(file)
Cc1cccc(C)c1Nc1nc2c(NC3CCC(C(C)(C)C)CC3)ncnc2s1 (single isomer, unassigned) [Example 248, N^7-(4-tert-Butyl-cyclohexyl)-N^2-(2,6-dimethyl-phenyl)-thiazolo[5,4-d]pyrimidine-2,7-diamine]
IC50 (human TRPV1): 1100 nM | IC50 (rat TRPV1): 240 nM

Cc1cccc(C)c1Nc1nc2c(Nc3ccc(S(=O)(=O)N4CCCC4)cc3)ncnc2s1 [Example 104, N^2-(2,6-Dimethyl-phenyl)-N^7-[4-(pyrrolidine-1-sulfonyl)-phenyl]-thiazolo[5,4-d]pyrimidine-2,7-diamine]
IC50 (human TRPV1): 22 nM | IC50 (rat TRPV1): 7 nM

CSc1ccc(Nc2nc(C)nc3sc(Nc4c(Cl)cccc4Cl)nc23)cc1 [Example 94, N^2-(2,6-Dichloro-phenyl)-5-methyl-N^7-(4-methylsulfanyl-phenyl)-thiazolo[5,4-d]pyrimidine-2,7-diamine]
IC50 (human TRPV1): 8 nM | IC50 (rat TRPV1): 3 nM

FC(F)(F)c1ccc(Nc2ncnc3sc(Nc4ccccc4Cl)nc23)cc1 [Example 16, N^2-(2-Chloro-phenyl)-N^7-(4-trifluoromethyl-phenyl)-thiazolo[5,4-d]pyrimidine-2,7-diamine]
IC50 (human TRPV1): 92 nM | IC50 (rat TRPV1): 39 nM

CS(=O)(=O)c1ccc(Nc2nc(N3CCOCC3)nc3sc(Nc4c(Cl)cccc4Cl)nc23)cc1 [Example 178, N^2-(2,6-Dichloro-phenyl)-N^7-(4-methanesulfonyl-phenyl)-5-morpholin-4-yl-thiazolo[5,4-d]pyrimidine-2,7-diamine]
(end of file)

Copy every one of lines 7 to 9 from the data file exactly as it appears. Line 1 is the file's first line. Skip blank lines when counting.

FC(F)(F)c1ccc(Nc2ncnc3sc(Nc4ccccc4Cl)nc23)cc1 [Example 16, N^2-(2-Chloro-phenyl)-N^7-(4-trifluoromethyl-phenyl)-thiazolo[5,4-d]pyrimidine-2,7-diamine]
IC50 (human TRPV1): 92 nM | IC50 (rat TRPV1): 39 nM

CS(=O)(=O)c1ccc(Nc2nc(N3CCOCC3)nc3sc(Nc4c(Cl)cccc4Cl)nc23)cc1 [Example 178, N^2-(2,6-Dichloro-phenyl)-N^7-(4-methanesulfonyl-phenyl)-5-morpholin-4-yl-thiazolo[5,4-d]pyrimidine-2,7-diamine]